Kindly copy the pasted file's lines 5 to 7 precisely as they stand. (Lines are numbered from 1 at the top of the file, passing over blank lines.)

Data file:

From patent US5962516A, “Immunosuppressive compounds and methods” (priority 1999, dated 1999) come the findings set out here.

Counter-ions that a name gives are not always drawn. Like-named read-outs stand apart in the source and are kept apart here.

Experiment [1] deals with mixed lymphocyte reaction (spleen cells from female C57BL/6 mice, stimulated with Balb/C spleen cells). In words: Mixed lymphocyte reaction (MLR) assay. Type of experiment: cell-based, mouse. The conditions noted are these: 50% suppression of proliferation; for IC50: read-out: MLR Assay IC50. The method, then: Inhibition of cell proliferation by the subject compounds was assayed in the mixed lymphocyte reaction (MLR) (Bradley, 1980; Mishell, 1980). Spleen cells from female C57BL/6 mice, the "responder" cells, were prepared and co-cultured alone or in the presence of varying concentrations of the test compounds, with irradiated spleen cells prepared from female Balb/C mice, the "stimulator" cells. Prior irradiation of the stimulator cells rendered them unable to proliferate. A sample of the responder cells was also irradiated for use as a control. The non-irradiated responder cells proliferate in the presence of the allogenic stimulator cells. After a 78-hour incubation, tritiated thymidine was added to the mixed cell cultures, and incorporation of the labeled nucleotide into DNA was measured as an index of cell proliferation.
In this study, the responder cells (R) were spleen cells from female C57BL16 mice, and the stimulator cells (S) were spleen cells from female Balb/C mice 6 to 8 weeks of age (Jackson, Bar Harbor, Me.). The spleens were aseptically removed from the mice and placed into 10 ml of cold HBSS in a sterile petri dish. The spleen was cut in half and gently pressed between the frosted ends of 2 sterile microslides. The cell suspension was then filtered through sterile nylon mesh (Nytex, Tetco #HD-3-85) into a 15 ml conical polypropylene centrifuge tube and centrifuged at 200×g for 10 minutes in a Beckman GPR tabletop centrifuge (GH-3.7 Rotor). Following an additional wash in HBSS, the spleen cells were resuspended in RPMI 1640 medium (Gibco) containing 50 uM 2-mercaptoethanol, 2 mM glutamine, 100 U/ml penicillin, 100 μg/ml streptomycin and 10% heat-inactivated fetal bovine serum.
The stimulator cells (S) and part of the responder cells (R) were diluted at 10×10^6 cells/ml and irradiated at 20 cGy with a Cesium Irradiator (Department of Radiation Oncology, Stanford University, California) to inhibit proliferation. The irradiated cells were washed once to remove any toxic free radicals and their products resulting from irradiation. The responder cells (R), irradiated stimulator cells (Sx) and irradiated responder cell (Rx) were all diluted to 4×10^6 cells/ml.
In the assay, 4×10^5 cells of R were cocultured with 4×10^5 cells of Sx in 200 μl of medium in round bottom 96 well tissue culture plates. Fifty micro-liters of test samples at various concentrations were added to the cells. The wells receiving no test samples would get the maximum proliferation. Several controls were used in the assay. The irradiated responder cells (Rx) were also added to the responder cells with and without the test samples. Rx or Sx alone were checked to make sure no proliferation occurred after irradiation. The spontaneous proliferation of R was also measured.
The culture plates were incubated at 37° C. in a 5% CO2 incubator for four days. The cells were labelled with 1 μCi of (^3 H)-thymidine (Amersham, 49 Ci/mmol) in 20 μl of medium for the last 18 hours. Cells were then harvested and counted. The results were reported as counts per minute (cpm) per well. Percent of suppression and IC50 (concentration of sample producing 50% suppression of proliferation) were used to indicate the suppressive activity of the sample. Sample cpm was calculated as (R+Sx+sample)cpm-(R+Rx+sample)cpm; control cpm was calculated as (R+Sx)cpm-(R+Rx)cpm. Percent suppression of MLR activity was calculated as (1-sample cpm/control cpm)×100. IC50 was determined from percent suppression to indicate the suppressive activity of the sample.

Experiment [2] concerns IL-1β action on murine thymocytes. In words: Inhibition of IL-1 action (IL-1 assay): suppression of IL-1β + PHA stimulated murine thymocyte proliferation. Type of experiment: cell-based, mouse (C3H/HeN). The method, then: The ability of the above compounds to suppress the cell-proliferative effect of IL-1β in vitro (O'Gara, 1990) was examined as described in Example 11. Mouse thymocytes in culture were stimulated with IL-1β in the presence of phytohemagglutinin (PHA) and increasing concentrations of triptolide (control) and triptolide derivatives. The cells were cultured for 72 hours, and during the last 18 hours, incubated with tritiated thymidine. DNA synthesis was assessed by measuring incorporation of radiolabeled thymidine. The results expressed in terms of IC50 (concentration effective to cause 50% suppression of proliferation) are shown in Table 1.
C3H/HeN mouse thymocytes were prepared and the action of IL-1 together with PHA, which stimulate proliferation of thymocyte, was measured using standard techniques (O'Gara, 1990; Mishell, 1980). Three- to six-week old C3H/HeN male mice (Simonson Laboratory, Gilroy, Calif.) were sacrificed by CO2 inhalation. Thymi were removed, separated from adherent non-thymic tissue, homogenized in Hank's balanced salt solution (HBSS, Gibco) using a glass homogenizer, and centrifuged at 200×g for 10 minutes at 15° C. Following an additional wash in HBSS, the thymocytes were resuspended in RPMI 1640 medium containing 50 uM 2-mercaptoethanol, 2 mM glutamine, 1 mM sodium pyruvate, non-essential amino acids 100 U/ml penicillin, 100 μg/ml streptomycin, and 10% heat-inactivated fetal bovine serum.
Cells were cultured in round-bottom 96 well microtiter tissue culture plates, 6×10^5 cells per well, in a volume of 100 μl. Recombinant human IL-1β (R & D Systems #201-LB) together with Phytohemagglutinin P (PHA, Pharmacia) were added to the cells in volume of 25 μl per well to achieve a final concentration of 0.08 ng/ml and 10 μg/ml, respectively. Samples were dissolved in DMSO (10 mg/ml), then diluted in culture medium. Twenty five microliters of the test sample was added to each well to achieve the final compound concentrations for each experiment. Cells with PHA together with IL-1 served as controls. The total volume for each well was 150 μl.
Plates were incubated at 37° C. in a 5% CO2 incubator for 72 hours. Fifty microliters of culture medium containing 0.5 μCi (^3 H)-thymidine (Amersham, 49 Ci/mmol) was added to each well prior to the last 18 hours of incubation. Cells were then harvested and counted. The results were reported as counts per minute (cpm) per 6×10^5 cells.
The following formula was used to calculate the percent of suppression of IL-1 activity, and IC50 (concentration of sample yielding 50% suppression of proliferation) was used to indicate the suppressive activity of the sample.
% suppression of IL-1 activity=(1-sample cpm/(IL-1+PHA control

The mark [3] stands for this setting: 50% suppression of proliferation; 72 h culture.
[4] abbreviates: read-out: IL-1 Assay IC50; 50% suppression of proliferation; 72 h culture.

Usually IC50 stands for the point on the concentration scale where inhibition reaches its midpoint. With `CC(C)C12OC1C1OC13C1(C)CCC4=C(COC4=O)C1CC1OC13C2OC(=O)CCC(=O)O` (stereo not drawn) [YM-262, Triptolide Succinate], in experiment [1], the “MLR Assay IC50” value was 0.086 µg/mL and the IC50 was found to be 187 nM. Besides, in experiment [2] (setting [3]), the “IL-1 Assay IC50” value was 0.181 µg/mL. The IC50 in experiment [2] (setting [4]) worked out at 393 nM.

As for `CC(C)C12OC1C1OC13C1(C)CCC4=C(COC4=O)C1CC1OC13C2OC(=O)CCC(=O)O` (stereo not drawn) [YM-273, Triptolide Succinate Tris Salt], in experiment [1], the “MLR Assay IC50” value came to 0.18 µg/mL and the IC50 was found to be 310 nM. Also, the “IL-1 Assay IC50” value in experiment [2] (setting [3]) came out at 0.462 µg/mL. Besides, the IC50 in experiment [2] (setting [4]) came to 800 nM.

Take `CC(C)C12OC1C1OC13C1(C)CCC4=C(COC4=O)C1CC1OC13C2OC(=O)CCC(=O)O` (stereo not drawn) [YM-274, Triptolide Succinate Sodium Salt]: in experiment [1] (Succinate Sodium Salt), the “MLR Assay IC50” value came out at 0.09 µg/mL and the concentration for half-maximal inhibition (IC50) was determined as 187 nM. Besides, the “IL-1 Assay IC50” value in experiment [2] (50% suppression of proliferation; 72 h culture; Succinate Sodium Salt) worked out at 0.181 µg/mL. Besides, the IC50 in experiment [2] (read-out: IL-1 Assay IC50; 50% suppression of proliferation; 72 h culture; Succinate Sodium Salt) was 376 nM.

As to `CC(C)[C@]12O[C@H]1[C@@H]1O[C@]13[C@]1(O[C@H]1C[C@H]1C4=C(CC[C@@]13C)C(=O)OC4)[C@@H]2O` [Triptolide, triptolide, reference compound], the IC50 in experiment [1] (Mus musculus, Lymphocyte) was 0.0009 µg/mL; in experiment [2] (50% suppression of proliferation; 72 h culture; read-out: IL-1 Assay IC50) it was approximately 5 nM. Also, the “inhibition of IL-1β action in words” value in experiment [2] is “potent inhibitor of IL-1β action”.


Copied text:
The stimulator cells (S) and part of the responder cells (R) were diluted at 10×10^6 cells/ml and irradiated at 20 cGy with a Cesium Irradiator (Department of Radiation Oncology, Stanford University, California) to inhibit proliferation. The irradiated cells were washed once to remove any toxic free radicals and their products resulting from irradiation. The responder cells (R), irradiated stimulator cells (Sx) and irradiated responder cell (Rx) were all diluted to 4×10^6 cells/ml.
In the assay, 4×10^5 cells of R were cocultured with 4×10^5 cells of Sx in 200 μl of medium in round bottom 96 well tissue culture plates. Fifty micro-liters of test samples at various concentrations were added to the cells. The wells receiving no test samples would get the maximum proliferation. Several controls were used in the assay. The irradiated responder cells (Rx) were also added to the responder cells with and without the test samples. Rx or Sx alone were checked to make sure no proliferation occurred after irradiation. The spontaneous proliferation of R was also measured.
The culture plates were incubated at 37° C. in a 5% CO2 incubator for four days. The cells were labelled with 1 μCi of (^3 H)-thymidine (Amersham, 49 Ci/mmol) in 20 μl of medium for the last 18 hours. Cells were then harvested and counted. The results were reported as counts per minute (cpm) per well. Percent of suppression and IC50 (concentration of sample producing 50% suppression of proliferation) were used to indicate the suppressive activity of the sample. Sample cpm was calculated as (R+Sx+sample)cpm-(R+Rx+sample)cpm; control cpm was calculated as (R+Sx)cpm-(R+Rx)cpm. Percent suppression of MLR activity was calculated as (1-sample cpm/control cpm)×100. IC50 was determined from percent suppression to indicate the suppressive activity of the sample.